This Friday the listed derivative markets will experience the event known as "Triple Witching." So how much do you know about this event and how it could impact your investments?

Here's a look at derivative expirations and how they affect you, as an investor, and how you can try to capitalize on related trading opportunities.

What's Triple Witching?

The term goes back to the 1980s, when index options (such as the S&P 500 "SPX"), index futures and stock options all expired on the same date at the same time. More recently, single stock futures were added to commodity exchanges, turning the event into "Quadruple Witching."

Typically, all of these derivative contracts stopped trading on the third Friday of the month and are valued as of the settlement or closing prices on that day. The CBOE has an excellent expiration calendar that options traders use and you can find on the CBOE Web site.

What you need to know: In 1987 there was a systemic breakdown in the markets (commonly referred to as the 1987 Crash) and many experts attributed the cataclysmic drop in the global stock markets to a popular strategy called portfolio insurance.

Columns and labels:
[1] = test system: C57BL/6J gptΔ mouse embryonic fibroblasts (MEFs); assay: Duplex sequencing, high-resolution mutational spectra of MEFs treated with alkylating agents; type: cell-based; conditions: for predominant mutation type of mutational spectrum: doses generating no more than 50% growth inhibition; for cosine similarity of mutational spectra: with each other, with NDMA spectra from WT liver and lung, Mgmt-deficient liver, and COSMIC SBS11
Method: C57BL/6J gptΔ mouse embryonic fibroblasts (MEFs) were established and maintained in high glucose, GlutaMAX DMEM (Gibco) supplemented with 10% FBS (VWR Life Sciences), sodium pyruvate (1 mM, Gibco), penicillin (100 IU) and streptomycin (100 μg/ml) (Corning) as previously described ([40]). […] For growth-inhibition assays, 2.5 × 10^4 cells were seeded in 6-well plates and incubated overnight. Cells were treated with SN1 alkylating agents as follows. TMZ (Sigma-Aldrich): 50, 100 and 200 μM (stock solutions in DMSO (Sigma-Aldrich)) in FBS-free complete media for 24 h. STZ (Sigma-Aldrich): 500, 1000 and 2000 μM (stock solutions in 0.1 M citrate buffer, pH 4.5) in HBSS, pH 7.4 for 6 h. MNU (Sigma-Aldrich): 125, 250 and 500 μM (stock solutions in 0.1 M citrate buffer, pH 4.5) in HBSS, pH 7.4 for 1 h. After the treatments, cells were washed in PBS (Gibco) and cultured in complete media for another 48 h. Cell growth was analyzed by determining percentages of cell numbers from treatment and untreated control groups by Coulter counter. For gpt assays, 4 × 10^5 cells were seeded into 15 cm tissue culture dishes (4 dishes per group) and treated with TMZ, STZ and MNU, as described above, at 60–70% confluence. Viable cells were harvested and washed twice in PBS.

Portfolio insurance tried to ensure that the value of a portfolio did not go below some minimum level. In order to achieve this desired result, the portfolio manager would short-sell index futures. This led to a cascade of futures sell orders, which, in turn, impacted the stock and index options markets.

As a result of those events, several safeguards were put into effect over the next few years.

First, trading limits or "circuit breakers" were established on SPX futures. When the trading limit is reached (it's currently plus or minus 60 SPX points), then there is a cooling-off period whereby no futures can be traded in excess of the limit.

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